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Genealogy of the TragicGreek Tragedy and German Philosophy$
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Joshua Billings

Print publication date: 2014

Print ISBN-13: 9780691159232

Published to Princeton Scholarship Online: October 2017

DOI: 10.23943/princeton/9780691159232.001.0001

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Hegel’s Phenomenology: The Fate of Tragedy

Hegel’s Phenomenology: The Fate of Tragedy

Chapter:
(p.161) Chapter 6 Hegel’s Phenomenology: The Fate of Tragedy
Source:
Genealogy of the Tragic
Author(s):

Joshua Billings

Publisher:
Princeton University Press
DOI:10.23943/princeton/9780691159232.003.0007

This chapter focuses on Hegel's The Phenomenology of Spirit (1807). The Phenomenology treats tragedy both as a model for historical processes in ancient Greek society, and, for the first time, as a literary genre in its own right, with a particular historical place and cultural role within the Athenian polis. In both contexts, tragedy is the process through which loss becomes constructive, furthering the development of consciousness in and beyond antiquity. Yet Greek tragedy is also importantly limited for Hegel: both its content and its form have been rendered irrevocably past by the very historical transformations it represents. Hegel's theory of tragedy encompasses moments of both loss and gain, and the power of his appropriation in the Phenomenology results from the tension between the insight into historical necessity that tragedy offers on one hand and the emotion of sorrow that it brings with it on the other.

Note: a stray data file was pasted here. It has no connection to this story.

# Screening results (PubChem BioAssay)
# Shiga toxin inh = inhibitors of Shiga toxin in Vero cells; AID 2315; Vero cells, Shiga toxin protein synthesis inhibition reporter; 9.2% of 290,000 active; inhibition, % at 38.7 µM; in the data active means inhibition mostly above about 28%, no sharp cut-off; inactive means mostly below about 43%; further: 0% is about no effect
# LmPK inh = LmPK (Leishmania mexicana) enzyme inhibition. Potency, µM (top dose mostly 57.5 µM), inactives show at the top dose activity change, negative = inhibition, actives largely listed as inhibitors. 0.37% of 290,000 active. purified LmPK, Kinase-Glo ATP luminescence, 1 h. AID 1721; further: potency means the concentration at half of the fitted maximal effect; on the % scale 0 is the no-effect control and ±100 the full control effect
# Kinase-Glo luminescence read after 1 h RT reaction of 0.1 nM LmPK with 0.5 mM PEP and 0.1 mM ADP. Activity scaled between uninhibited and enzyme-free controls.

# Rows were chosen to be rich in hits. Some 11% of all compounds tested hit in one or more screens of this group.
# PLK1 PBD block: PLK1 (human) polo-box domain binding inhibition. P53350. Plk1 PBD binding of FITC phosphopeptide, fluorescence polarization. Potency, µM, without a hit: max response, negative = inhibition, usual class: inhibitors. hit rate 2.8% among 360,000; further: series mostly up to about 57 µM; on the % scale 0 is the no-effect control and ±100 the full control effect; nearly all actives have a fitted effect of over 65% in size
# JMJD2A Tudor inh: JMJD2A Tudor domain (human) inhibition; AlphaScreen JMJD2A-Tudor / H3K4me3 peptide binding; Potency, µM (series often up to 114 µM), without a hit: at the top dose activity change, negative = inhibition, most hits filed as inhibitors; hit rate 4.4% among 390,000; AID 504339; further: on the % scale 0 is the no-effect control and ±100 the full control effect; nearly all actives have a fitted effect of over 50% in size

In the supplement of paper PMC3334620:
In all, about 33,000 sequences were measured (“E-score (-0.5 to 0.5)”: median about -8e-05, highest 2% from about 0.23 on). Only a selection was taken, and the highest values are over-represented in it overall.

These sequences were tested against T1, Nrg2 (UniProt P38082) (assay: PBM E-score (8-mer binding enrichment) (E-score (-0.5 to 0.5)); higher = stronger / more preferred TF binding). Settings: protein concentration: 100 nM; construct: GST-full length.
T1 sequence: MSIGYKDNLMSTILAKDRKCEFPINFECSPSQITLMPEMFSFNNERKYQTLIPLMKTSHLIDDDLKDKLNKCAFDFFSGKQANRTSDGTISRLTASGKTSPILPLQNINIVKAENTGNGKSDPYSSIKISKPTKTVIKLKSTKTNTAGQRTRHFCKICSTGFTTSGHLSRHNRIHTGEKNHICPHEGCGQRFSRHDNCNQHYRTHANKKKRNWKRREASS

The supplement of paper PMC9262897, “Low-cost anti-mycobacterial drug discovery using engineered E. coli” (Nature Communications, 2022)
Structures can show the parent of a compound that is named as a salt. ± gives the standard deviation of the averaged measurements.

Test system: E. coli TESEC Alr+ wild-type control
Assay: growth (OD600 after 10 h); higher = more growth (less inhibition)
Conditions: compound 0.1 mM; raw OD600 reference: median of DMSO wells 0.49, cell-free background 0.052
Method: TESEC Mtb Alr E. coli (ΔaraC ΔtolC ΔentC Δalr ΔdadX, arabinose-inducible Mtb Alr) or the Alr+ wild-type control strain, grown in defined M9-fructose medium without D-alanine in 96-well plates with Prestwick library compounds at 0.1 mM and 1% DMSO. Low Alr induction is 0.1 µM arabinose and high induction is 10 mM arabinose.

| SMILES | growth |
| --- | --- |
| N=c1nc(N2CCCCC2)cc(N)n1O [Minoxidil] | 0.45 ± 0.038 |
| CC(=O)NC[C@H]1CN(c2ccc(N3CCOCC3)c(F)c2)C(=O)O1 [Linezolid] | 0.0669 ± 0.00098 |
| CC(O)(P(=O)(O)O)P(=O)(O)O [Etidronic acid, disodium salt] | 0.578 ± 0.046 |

Keywords:   Georg Wilhelm Friedrich Hegel, The Phenomenology of Spirit, tragedy, historical processes, literary genre, loss, consciousness, Greek tragedy, historical necessity

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